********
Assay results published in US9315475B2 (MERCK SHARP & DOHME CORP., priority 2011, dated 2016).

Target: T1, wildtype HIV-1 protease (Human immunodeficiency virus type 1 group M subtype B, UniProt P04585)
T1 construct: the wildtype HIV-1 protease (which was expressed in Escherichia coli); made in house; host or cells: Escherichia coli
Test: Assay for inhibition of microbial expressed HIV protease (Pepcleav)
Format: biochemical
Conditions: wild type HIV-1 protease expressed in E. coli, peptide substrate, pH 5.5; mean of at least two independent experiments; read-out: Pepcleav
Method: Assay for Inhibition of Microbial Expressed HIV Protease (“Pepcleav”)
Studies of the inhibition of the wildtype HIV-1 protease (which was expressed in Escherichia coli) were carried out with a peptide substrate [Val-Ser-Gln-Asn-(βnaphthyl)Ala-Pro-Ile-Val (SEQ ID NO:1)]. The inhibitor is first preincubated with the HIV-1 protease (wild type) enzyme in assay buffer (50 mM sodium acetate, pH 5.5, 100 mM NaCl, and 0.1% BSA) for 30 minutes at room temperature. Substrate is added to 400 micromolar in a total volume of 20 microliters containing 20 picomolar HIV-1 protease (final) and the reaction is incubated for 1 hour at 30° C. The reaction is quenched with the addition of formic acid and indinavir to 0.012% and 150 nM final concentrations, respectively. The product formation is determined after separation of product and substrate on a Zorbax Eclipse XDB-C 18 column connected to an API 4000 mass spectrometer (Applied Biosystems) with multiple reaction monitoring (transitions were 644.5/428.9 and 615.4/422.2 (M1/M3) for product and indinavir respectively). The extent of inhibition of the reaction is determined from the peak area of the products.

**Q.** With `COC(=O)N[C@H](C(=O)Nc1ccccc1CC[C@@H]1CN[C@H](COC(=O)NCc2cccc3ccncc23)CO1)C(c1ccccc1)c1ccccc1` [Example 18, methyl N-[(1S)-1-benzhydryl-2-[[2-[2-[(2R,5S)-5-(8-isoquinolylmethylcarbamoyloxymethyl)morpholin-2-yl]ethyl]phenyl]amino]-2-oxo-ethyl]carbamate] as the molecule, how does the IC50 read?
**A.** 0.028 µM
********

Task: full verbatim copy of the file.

Assay results published in US9315475B2 (MERCK SHARP & DOHME CORP., priority 2011, dated 2016).

Target: T1, wildtype HIV-1 protease (Human immunodeficiency virus type 1 group M subtype B, UniProt P04585)
T1 construct: the wildtype HIV-1 protease (which was expressed in Escherichia coli); made in house; host or cells: Escherichia coli
Test: Assay for inhibition of microbial expressed HIV protease (Pepcleav)
Format: biochemical
Conditions: wild type HIV-1 protease expressed in E. coli, peptide substrate, pH 5.5; mean of at least two independent experiments; read-out: Pepcleav
Method: Assay for Inhibition of Microbial Expressed HIV Protease (“Pepcleav”)
Studies of the inhibition of the wildtype HIV-1 protease (which was expressed in Escherichia coli) were carried out with a peptide substrate [Val-Ser-Gln-Asn-(βnaphthyl)Ala-Pro-Ile-Val (SEQ ID NO:1)]. The inhibitor is first preincubated with the HIV-1 protease (wild type) enzyme in assay buffer (50 mM sodium acetate, pH 5.5, 100 mM NaCl, and 0.1% BSA) for 30 minutes at room temperature. Substrate is added to 400 micromolar in a total volume of 20 microliters containing 20 picomolar HIV-1 protease (final) and the reaction is incubated for 1 hour at 30° C. The reaction is quenched with the addition of formic acid and indinavir to 0.012% and 150 nM final concentrations, respectively. The product formation is determined after separation of product and substrate on a Zorbax Eclipse XDB-C 18 column connected to an API 4000 mass spectrometer (Applied Biosystems) with multiple reaction monitoring (transitions were 644.5/428.9 and 615.4/422.2 (M1/M3) for product and indinavir respectively). The extent of inhibition of the reaction is determined from the peak area of the products.

**Q.** With `COC(=O)N[C@H](C(=O)Nc1ccccc1CC[C@@H]1CN[C@H](COC(=O)NCc2cccc3ccncc23)CO1)C(c1ccccc1)c1ccccc1` [Example 18, methyl N-[(1S)-1-benzhydryl-2-[[2-[2-[(2R,5S)-5-(8-isoquinolylmethylcarbamoyloxymethyl)morpholin-2-yl]ethyl]phenyl]amino]-2-oxo-ethyl]carbamate] as the molecule, how does the IC50 read?
**A.** 0.028 µM